To satisfy my demographic, I need the novels I write to be available in paperback as well as electronically. Many people who read my books will want to hold the book in their hands, see the page numbers and even skim to the end if they so desire. However, the argument has been made: How important is the bookshelf?
I never really thought about this as such a difficult question until today. I had a friend on vacation that read my first book and wanted to get her hands on the second book. Although my books are available in some stores on some shelves, they are not universally available. She was unable to get the book and I will have to get it to her when she gets home. Of course, I am happy to do it, but I was disappointed that she had to wait. That being said, someone called me on the phone today from a local bookstore and asked me why he can’t find my novel on the shelves.
There is no doubt that the future of bookstores is uncertain. There will probably be a time in the not-so-distant future where electronic books will be more of the norm and less of a luxury. But until that time, bookstores are still in business and people are still buying hardcovers and paperbacks. So how important is the shelf? What do you think?
I really don't think print books are going to become a thing of the past. I think having your book available in both mediums is important. Give people more options and more ways to find your books. Just my opinion though.ReplyDelete
Until print books are completely obsolete, my opinion is get both formats out to as many places as possible--having a print book to get to someone who wants it will still be a sale for you and will build your fan base (hopefully). People are still buying print and until the generation comes that has no concept of the printed word, they probably will continue to do so. Make sense? JMHO!ReplyDelete
Kelly and PJ thank you so much for your comments. I agree. I think the more mediums you have available the more sales you will make. Now it's just a matter of getting them on the shelves everywhere. That is still so far a challenge for me.ReplyDelete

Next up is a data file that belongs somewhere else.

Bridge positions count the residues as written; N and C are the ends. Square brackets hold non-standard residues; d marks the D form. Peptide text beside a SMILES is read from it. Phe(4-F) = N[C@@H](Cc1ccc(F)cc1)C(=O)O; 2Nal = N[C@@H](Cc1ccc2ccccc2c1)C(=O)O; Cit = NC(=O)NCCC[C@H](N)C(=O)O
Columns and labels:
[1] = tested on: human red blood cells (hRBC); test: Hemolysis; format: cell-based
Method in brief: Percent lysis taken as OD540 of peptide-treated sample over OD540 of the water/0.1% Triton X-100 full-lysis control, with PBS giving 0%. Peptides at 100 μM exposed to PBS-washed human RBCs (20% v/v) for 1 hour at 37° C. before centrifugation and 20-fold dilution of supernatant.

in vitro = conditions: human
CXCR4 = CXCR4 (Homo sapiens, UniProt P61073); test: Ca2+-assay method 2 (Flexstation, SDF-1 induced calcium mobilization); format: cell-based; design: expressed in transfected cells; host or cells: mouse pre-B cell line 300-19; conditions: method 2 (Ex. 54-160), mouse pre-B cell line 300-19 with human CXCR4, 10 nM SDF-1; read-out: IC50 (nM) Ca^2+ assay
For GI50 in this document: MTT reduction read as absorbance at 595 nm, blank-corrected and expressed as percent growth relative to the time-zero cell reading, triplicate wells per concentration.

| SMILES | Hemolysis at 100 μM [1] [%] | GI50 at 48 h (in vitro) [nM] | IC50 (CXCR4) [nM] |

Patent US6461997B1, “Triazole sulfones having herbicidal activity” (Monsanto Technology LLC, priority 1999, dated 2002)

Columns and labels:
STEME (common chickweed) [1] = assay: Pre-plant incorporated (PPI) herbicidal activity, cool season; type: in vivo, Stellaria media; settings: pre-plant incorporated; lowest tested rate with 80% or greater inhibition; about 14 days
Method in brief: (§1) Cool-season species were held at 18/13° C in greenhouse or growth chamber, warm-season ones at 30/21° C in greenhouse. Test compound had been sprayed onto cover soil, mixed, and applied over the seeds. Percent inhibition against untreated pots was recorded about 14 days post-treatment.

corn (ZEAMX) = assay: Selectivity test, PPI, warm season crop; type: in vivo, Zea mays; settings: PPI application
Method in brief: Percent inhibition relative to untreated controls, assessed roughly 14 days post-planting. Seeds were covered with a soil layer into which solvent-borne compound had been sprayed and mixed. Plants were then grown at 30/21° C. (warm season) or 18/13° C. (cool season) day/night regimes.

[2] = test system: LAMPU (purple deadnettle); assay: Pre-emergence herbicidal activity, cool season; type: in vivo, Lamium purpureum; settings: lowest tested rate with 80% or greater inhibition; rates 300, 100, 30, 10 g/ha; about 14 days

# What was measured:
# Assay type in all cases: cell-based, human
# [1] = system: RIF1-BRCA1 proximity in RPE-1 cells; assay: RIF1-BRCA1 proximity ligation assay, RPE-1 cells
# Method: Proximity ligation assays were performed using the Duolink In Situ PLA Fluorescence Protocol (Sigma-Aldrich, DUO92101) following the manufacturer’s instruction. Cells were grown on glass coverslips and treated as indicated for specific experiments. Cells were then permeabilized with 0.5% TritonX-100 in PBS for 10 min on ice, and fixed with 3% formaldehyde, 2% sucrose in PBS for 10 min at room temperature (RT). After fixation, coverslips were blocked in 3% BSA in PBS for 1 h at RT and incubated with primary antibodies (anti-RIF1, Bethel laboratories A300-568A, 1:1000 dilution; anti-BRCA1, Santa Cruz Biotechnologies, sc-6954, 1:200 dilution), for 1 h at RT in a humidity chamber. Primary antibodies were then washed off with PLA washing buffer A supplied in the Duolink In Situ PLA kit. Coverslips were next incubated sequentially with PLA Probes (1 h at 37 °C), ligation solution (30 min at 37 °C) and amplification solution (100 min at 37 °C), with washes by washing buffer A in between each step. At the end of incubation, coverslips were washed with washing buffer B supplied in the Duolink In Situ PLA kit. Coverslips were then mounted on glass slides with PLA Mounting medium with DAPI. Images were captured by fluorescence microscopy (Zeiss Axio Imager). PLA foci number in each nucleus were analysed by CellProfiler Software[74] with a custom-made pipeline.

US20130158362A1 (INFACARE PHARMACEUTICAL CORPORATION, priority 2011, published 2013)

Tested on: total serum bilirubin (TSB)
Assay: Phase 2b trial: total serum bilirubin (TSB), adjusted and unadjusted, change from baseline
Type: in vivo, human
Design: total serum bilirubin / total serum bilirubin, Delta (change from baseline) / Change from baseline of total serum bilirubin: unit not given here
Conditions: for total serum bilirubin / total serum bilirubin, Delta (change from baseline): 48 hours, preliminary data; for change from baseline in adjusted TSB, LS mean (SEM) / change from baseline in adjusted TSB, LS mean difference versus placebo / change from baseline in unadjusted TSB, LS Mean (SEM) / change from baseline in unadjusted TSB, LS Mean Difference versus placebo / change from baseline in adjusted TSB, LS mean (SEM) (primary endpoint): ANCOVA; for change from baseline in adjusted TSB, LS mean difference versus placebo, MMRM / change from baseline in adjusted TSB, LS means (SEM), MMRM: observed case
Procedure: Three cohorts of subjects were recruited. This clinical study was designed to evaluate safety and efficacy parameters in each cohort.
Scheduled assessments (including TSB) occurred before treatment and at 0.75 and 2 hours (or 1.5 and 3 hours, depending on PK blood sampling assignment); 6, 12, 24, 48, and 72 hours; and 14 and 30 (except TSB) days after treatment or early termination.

I'm glad Kelly put in the first comment, which made an obvious truth dawn: Kelly writes books for children--can any of us imagine a world where we didn't read a physical book to our kids? I hope that tradition never disappears.ReplyDelete
However, I suspect many adult readers are moving to e-books for the savings. If you read voraciously it's much more affordable. But I'm still releasing my novels in both formats to ensure I'm reaching readers of both e-books and paperbacks.
Good point, Christine. Books for children are very visual and need to be in their hands. I too use both mediums. Just wish I had more "shelf access."ReplyDelete
Judy, I wouldn't worry too much about shelf access. Readers who prefer paperback are happy to order books online. Sadly, many bricks and mortar bookstores seem to be disappearing. Many avid readers don't appear to care, not when the Next Great Read is a click away and downloads immediately or arrives within days in the mailbox.ReplyDelete
I think both formats are important for the sale of as many books as possible for us authors, however I prefer paper books, especially in childrens picture books. I have not ventured out and bought a kindle or nook because there is nothing like holding a real book in your hands. But I'm sure someday, I will. I pray that book stores don't go away altogether but it may be in our futures. But oneday, I am still hoping to see my own book on a real-life bookstore...bookshelf!!ReplyDelete
Allyn, I totally agree. I have met a few people who only publish ebooks but I think for some genres that would be counterproductive. And although I own a Kindle, I prefer the actual paperback in my hand. Silly, I know.ReplyDelete